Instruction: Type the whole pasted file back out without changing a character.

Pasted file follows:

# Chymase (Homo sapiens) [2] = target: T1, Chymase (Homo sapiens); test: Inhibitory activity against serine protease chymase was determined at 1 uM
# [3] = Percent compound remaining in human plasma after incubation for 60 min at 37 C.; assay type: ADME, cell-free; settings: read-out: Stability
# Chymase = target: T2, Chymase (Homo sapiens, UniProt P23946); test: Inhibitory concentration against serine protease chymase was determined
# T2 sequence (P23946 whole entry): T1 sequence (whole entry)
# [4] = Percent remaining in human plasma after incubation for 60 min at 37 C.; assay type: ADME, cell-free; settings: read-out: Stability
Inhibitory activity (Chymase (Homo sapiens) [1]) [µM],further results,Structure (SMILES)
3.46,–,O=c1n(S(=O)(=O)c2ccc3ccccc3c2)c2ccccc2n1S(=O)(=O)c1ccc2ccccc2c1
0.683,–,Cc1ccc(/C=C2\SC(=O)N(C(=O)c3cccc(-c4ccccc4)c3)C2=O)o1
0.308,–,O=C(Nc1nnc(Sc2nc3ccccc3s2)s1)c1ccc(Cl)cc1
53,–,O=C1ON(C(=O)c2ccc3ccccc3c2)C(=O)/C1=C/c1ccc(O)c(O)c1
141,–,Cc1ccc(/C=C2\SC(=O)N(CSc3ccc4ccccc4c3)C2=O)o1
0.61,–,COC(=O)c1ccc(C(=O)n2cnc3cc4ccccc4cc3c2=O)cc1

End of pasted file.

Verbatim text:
# Chymase (Homo sapiens) [2] = target: T1, Chymase (Homo sapiens); test: Inhibitory activity against serine protease chymase was determined at 1 uM
# [3] = Percent compound remaining in human plasma after incubation for 60 min at 37 C.; assay type: ADME, cell-free; settings: read-out: Stability
# Chymase = target: T2, Chymase (Homo sapiens, UniProt P23946); test: Inhibitory concentration against serine protease chymase was determined
# T2 sequence (P23946 whole entry): T1 sequence (whole entry)
# [4] = Percent remaining in human plasma after incubation for 60 min at 37 C.; assay type: ADME, cell-free; settings: read-out: Stability
Inhibitory activity (Chymase (Homo sapiens) [1]) [µM],further results,Structure (SMILES)
3.46,–,O=c1n(S(=O)(=O)c2ccc3ccccc3c2)c2ccccc2n1S(=O)(=O)c1ccc2ccccc2c1
0.683,–,Cc1ccc(/C=C2\SC(=O)N(C(=O)c3cccc(-c4ccccc4)c3)C2=O)o1
0.308,–,O=C(Nc1nnc(Sc2nc3ccccc3s2)s1)c1ccc(Cl)cc1
53,–,O=C1ON(C(=O)c2ccc3ccccc3c2)C(=O)/C1=C/c1ccc(O)c(O)c1
141,–,Cc1ccc(/C=C2\SC(=O)N(CSc3ccc4ccccc4c3)C2=O)o1
0.61,–,COC(=O)c1ccc(C(=O)n2cnc3cc4ccccc4cc3c2=O)cc1